Simplified Method for Sliding Drawers

Granted, this isn’t the greatest of pictures but allow me to explain. While setting up my new shop space I realized I needed drawers so decided to make these. It’s a method I’ve used for a long time but many who have visited my shop have never seen it so I thought it’s time to share with other woodworkers. This is a unit I mounted into a metal cabinet from Home Depot. It’s made from a piece of 3/4″ particle board the builder had in the trash, 1/4″ MDF, and 1/2″ plywood. You can put a more attractive face on them but since these are strictly utilitarian the plywood will suffice. Dimensions were determined by the measurements inside the cabinet.

Particle board may not be the best choice but with the price of materials these days dumpster diving seems to be the right thing to do! My method is to always use some type of joinery, in this case a rabbet cut on the ends of each side and a full rabbet all around the back. Surely not a place for a rabbet plane so I used the tablesaw. First adjust the blade height to the thickness of the particle board. Then adjust the fence to cut a rabbet in a single pass while guiding it the piece upright against the fence. Using a rabbet helps register the pieces and ensure a square case. Before gluing and screwing these parts together a 1/4″ wide by about 3/8″ deep dado is cut to support the MDF shelf bottom. Cut both sides of the case at the same setting so they align. That’s also the “slide”. While the glue is drying it’s time to cut the pieces that will make up the drawer unit. I used some type of “sanded plywood” again from Home Depot and am amazed at the price of it!!!

The 1/4″ dado set used to cut the grooves in the sides is also used to cut the simple tongue and groove joint used for the drawers. Use some scrap pieces to set them up. The drawers were assembled with glue and 1″ long, #18 brads. Using a brad nailer and a speed square to establish square corners is helpful. While that’s drying cut the 1/4″ MDF to fit in the slots. Although it seems flimsy, once you’ve glued and brad nailed the drawer to it it is remarkable strong and stable! These drawers are about 16″ wide, 31″ long, and 5″ deep. Also attached a couple of dividers which makes them even more stable.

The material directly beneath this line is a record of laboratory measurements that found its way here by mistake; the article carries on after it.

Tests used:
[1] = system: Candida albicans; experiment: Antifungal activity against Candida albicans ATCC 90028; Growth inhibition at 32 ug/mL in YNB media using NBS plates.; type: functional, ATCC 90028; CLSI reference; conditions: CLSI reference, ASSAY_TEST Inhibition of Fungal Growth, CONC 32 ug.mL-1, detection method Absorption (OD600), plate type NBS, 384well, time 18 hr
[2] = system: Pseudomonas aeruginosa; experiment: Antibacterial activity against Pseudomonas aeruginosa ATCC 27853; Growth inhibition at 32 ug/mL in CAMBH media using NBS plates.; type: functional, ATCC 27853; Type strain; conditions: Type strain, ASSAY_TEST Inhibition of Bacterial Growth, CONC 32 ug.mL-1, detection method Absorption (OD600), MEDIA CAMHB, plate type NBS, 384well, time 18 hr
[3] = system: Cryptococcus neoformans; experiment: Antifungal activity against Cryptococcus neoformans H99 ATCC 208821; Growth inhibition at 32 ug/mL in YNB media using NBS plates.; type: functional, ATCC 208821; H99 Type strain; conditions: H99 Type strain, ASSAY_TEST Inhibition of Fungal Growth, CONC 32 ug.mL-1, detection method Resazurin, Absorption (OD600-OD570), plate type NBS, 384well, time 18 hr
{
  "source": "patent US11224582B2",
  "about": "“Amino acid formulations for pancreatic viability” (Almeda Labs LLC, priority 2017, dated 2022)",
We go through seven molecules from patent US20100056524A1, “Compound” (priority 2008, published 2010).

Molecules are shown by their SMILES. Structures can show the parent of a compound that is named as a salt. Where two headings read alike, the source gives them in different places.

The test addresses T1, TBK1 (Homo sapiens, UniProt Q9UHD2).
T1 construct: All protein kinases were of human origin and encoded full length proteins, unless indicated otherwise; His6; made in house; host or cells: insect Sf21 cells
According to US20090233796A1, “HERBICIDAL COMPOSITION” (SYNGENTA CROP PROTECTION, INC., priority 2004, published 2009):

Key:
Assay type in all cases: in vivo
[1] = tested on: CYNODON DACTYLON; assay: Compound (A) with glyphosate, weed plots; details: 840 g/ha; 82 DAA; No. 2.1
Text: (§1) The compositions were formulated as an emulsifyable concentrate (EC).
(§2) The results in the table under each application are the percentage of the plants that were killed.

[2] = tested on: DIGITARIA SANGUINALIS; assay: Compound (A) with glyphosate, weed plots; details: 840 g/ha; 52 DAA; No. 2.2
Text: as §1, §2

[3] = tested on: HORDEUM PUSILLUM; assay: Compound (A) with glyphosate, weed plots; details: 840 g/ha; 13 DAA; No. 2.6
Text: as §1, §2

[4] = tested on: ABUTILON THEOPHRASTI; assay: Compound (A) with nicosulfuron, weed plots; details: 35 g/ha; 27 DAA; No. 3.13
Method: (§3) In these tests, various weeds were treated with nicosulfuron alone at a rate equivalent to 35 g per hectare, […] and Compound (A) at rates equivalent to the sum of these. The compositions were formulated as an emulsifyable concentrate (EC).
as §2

Final steps are to ease the corners of the MDF, I also use a beeswax to make them easy to open/close. Simple wooden knobs were added and the unit was bolted to the shelf — works great!

The right hand picture shows the unit bolted into the cabinet, the other was during assembly. If you have enough depth in your case this system can give you “full extension” slides. Simply make the MDF bottom deeper than the drawer box. Hope you find this helpful, fairly quick project that does require a bit of careful measuring. Feel free to ask me any questions — John

About woodworksbyjohn

I'm a retired woodshop teacher. I build one of a kind furniture pieces and custom picture frames. You can see some of my currently available work, boxes, carvings through my Etsy store: Contact me about your project -- always up for the challenge of unique work.
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